Literary Fiction 2013 Audie Nominees


The Audie Awards for excellence in recorded books will be announced on May 23rd.  I’ve read all of the entries in the Literary Fiction Category and offer a brief opinion here of each.

Bring Up the Bodies, by Hilary Mantel, Narrated by Simon Vance, Macmillan Audio.  This is my favorite of the group and my choice for the Audie award in Literary fiction.  Set in the court of Henry VIII and Ann Boleyn, the book focuses on the Thomas Cromwell and his involvement in the intrigue.  Simon Vance is a favorite narrator of mine, and he certainly does not disappoint in this reading.

The End of the Affair, by Graham Greene, Narrated by Colin Firth, Audible, Inc.  This is an interesting tale of a love/hate relationship between a wife, husband, and lover, with more complexity than appears on the surface.  Colin Firth did a lovely job in his narration. 

Heft, by Liz Moore, Narrated by Kirby Heyborne and Keith Szarabajka, Blackstone Audio.  Were it not for this audibooks’ inclusion in this list, I probably would never have chosen to listen to it, but I am really glad I did.  The themes of morbid obesity and parental suicide are too close to home, and I was relieved to see that handled so well in this story.  The two narrators were well suited to their parts as well.  Some reviewers didn’t care for the ending, but I think it was perfect.

The Remains of the Day, by Kazuo Ishiguro, Narrated by Simon Prebble, Tantor Media.  This was a good story, though at times it was a bit slow.  Simon Prebble’s narration was wonderful.  I think the thing that bothered me was the thread on the butler wanting to learn the art of bantering, which he believed would help in his relationship to his American employer.  It was introduced early in the book and reminded me of Data, the android in Star Trek Next Generation, trying to learn the art of humor that would let him appear more human.  The association stuck with me as I listened. (My husband watches everything Star Trek, so I can’t help but watch some of it while I’m stitching and the TV is on.)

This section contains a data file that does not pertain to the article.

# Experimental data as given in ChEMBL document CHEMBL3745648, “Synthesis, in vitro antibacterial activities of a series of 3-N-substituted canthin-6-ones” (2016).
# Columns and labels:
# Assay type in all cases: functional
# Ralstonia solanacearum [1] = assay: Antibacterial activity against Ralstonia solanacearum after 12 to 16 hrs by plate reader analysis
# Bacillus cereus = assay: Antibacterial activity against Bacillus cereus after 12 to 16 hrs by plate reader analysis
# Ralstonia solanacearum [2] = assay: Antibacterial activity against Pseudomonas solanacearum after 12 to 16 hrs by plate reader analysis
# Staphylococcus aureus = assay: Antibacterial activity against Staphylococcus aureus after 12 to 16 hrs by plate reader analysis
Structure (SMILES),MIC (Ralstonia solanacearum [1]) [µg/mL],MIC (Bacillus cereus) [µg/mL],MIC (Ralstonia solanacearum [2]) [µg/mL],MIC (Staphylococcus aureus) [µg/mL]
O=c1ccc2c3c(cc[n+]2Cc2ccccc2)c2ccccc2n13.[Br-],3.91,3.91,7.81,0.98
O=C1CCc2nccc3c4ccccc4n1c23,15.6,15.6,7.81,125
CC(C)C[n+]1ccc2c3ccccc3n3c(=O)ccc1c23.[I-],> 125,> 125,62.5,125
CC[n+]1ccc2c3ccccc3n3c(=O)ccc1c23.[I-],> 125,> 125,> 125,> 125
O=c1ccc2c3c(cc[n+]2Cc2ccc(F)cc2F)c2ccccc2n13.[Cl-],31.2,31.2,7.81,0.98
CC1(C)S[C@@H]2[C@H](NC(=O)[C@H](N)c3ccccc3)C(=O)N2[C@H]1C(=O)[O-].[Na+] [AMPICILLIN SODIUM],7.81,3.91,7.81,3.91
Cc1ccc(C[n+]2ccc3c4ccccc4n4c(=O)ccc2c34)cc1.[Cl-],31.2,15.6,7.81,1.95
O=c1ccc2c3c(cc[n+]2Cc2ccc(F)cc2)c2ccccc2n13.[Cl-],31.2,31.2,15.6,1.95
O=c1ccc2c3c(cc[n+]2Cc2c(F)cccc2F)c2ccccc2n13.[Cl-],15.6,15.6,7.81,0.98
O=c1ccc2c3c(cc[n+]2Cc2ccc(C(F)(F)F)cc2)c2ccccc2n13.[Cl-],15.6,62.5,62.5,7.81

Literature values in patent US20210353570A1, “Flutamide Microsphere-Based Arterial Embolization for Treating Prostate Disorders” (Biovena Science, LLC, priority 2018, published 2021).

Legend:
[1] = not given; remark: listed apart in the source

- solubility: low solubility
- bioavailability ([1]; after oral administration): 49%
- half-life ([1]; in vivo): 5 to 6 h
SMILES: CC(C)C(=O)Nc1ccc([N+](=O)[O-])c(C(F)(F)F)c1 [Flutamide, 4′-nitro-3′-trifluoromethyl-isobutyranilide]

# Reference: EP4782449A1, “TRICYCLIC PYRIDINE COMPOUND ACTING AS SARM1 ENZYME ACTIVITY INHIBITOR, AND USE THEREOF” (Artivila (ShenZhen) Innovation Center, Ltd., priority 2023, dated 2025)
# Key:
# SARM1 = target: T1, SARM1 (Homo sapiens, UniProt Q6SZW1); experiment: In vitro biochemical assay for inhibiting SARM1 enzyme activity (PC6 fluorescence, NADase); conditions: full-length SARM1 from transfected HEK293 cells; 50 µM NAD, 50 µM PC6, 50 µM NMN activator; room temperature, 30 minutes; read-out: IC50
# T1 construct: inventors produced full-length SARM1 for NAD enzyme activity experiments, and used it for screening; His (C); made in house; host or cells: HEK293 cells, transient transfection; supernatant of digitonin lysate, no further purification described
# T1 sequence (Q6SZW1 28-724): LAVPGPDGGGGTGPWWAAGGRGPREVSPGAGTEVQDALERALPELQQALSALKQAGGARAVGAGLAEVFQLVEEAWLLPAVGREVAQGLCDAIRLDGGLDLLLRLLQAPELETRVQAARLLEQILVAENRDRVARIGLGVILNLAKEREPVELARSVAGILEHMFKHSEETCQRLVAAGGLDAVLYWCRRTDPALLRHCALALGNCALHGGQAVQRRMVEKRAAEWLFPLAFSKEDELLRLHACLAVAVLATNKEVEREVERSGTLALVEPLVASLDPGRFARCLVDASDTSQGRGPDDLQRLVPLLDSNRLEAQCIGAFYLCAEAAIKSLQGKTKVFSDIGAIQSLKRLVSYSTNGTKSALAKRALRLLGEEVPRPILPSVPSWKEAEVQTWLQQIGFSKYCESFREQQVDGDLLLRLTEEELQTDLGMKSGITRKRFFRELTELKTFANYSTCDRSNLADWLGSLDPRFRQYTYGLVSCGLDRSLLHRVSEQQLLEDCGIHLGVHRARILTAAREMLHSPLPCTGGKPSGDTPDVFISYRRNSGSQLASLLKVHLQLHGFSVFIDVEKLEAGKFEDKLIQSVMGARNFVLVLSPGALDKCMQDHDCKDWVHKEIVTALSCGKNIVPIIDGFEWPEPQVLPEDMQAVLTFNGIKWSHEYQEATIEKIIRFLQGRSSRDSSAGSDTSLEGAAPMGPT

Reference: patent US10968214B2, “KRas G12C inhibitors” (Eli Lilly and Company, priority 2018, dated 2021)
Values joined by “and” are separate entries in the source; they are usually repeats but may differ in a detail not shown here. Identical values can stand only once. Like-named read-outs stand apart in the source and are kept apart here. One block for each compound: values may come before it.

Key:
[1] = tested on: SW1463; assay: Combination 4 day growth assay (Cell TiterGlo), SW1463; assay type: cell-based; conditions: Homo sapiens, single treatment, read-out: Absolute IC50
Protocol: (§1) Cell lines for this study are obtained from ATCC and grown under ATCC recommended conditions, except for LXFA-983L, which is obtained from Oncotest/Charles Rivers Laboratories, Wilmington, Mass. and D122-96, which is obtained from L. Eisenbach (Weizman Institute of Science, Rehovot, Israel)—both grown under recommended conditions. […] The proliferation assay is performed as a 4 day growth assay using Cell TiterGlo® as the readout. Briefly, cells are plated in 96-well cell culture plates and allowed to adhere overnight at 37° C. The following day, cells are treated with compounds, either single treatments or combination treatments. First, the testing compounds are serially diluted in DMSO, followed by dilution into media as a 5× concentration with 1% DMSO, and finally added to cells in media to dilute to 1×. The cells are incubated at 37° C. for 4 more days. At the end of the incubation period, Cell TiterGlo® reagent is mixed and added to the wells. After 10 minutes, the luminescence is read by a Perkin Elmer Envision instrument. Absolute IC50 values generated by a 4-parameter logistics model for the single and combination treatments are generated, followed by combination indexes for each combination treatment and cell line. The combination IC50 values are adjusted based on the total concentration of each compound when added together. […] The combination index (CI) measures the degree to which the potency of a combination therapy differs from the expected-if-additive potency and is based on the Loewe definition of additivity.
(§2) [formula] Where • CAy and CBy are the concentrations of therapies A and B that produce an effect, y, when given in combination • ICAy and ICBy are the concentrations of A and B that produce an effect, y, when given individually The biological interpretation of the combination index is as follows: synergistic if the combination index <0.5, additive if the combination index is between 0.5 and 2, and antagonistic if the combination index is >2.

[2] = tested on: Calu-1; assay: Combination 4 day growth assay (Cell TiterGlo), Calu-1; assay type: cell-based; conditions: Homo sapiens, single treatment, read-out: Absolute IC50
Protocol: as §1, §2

Remember Ben Clayton, by Stephen Harrigan, Narrated by George Guidall, Recorded Books, LLC.  I will be honest and say that I really didn’t care for this one.  I’m not much for Westerns and the whole concept of the story was a bit far-fetched for me.  Guidall’s narration was appropriate for the material, but here, too, it was kind of older man Western…not my favorite style.  On the positive side, I live in San Antonio and recognized many of the locations mentioned, and they also mentioned New Paltz, New York where I had lived for a while and my in-laws still do.

1 comment:

  1. This is a really nice wrap up post. I'm so glad to be a Literary Fiction judge with you this year.

    Your association of the butler in The Remains of the Day with Data is awesome!